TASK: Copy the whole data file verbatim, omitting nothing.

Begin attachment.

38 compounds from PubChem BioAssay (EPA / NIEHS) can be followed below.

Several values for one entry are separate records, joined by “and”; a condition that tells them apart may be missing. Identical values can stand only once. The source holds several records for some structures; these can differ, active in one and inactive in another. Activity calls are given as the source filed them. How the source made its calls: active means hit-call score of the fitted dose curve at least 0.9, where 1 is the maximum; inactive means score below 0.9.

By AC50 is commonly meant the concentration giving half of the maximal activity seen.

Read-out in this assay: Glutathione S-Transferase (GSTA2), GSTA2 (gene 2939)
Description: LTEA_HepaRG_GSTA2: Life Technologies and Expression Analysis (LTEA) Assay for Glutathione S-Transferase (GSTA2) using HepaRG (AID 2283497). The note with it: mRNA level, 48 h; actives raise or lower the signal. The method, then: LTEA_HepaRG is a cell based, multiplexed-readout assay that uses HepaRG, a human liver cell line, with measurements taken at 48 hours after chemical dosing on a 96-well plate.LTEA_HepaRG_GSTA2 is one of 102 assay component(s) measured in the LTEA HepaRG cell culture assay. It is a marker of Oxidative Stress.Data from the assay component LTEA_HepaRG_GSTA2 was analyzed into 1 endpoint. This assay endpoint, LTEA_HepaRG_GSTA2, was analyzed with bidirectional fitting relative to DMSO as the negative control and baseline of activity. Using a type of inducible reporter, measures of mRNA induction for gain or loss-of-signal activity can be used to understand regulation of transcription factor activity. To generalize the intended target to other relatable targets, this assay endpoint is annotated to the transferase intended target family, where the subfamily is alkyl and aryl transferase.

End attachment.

38 compounds from PubChem BioAssay (EPA / NIEHS) can be followed below.

Several values for one entry are separate records, joined by “and”; a condition that tells them apart may be missing. Identical values can stand only once. The source holds several records for some structures; these can differ, active in one and inactive in another. Activity calls are given as the source filed them. How the source made its calls: active means hit-call score of the fitted dose curve at least 0.9, where 1 is the maximum; inactive means score below 0.9.

By AC50 is commonly meant the concentration giving half of the maximal activity seen.

Read-out in this assay: Glutathione S-Transferase (GSTA2), GSTA2 (gene 2939)
Description: LTEA_HepaRG_GSTA2: Life Technologies and Expression Analysis (LTEA) Assay for Glutathione S-Transferase (GSTA2) using HepaRG (AID 2283497). The note with it: mRNA level, 48 h; actives raise or lower the signal. The method, then: LTEA_HepaRG is a cell based, multiplexed-readout assay that uses HepaRG, a human liver cell line, with measurements taken at 48 hours after chemical dosing on a 96-well plate.LTEA_HepaRG_GSTA2 is one of 102 assay component(s) measured in the LTEA HepaRG cell culture assay. It is a marker of Oxidative Stress.Data from the assay component LTEA_HepaRG_GSTA2 was analyzed into 1 endpoint. This assay endpoint, LTEA_HepaRG_GSTA2, was analyzed with bidirectional fitting relative to DMSO as the negative control and baseline of activity. Using a type of inducible reporter, measures of mRNA induction for gain or loss-of-signal activity can be used to understand regulation of transcription factor activity. To generalize the intended target to other relatable targets, this assay endpoint is annotated to the transferase intended target family, where the subfamily is alkyl and aryl transferase.